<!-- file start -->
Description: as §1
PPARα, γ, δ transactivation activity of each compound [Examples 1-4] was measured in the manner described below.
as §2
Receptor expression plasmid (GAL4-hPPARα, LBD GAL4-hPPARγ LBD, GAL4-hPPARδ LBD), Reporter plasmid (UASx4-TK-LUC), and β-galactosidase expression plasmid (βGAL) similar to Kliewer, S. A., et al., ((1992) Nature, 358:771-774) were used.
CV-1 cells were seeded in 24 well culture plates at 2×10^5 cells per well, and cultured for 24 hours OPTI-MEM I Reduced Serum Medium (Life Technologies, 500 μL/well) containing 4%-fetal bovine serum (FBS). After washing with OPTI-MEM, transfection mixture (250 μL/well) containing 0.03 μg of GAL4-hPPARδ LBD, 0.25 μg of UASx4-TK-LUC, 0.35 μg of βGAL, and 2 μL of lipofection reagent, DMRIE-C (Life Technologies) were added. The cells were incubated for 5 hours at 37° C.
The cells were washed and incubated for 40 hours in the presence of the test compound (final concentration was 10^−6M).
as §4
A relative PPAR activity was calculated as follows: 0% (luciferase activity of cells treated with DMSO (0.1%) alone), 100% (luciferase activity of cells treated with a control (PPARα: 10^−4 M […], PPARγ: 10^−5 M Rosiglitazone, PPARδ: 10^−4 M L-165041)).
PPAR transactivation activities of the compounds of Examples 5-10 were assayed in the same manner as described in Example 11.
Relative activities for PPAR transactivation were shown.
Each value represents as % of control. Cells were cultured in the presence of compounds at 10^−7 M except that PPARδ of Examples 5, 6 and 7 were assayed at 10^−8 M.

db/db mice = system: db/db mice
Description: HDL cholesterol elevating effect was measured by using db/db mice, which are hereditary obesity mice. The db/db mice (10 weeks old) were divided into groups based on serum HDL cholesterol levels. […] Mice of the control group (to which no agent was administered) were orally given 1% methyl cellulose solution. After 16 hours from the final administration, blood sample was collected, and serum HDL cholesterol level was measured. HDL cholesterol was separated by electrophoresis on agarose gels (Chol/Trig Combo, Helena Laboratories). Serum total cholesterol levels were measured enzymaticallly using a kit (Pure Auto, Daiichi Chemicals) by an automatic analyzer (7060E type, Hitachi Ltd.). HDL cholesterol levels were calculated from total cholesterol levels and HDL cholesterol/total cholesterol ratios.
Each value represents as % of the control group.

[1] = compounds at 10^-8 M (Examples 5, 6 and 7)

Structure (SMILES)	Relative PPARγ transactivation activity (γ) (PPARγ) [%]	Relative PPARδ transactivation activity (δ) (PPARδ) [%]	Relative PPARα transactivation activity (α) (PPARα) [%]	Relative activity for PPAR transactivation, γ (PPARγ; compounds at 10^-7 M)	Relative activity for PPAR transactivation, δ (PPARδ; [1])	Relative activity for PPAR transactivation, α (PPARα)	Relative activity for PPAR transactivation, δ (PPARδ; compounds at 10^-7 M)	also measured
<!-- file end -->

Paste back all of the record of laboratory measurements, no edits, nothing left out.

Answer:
Description: as §1
PPARα, γ, δ transactivation activity of each compound [Examples 1-4] was measured in the manner described below.
as §2
Receptor expression plasmid (GAL4-hPPARα, LBD GAL4-hPPARγ LBD, GAL4-hPPARδ LBD), Reporter plasmid (UASx4-TK-LUC), and β-galactosidase expression plasmid (βGAL) similar to Kliewer, S. A., et al., ((1992) Nature, 358:771-774) were used.
CV-1 cells were seeded in 24 well culture plates at 2×10^5 cells per well, and cultured for 24 hours OPTI-MEM I Reduced Serum Medium (Life Technologies, 500 μL/well) containing 4%-fetal bovine serum (FBS). After washing with OPTI-MEM, transfection mixture (250 μL/well) containing 0.03 μg of GAL4-hPPARδ LBD, 0.25 μg of UASx4-TK-LUC, 0.35 μg of βGAL, and 2 μL of lipofection reagent, DMRIE-C (Life Technologies) were added. The cells were incubated for 5 hours at 37° C.
The cells were washed and incubated for 40 hours in the presence of the test compound (final concentration was 10^−6M).
as §4
A relative PPAR activity was calculated as follows: 0% (luciferase activity of cells treated with DMSO (0.1%) alone), 100% (luciferase activity of cells treated with a control (PPARα: 10^−4 M […], PPARγ: 10^−5 M Rosiglitazone, PPARδ: 10^−4 M L-165041)).
PPAR transactivation activities of the compounds of Examples 5-10 were assayed in the same manner as described in Example 11.
Relative activities for PPAR transactivation were shown.
Each value represents as % of control. Cells were cultured in the presence of compounds at 10^−7 M except that PPARδ of Examples 5, 6 and 7 were assayed at 10^−8 M.

db/db mice = system: db/db mice
Description: HDL cholesterol elevating effect was measured by using db/db mice, which are hereditary obesity mice. The db/db mice (10 weeks old) were divided into groups based on serum HDL cholesterol levels. […] Mice of the control group (to which no agent was administered) were orally given 1% methyl cellulose solution. After 16 hours from the final administration, blood sample was collected, and serum HDL cholesterol level was measured. HDL cholesterol was separated by electrophoresis on agarose gels (Chol/Trig Combo, Helena Laboratories). Serum total cholesterol levels were measured enzymaticallly using a kit (Pure Auto, Daiichi Chemicals) by an automatic analyzer (7060E type, Hitachi Ltd.). HDL cholesterol levels were calculated from total cholesterol levels and HDL cholesterol/total cholesterol ratios.
Each value represents as % of the control group.

[1] = compounds at 10^-8 M (Examples 5, 6 and 7)

Structure (SMILES)	Relative PPARγ transactivation activity (γ) (PPARγ) [%]	Relative PPARδ transactivation activity (δ) (PPARδ) [%]	Relative PPARα transactivation activity (α) (PPARα) [%]	Relative activity for PPAR transactivation, γ (PPARγ; compounds at 10^-7 M)	Relative activity for PPAR transactivation, δ (PPARδ; [1])	Relative activity for PPAR transactivation, α (PPARα)	Relative activity for PPAR transactivation, δ (PPARδ; compounds at 10^-7 M)	also measured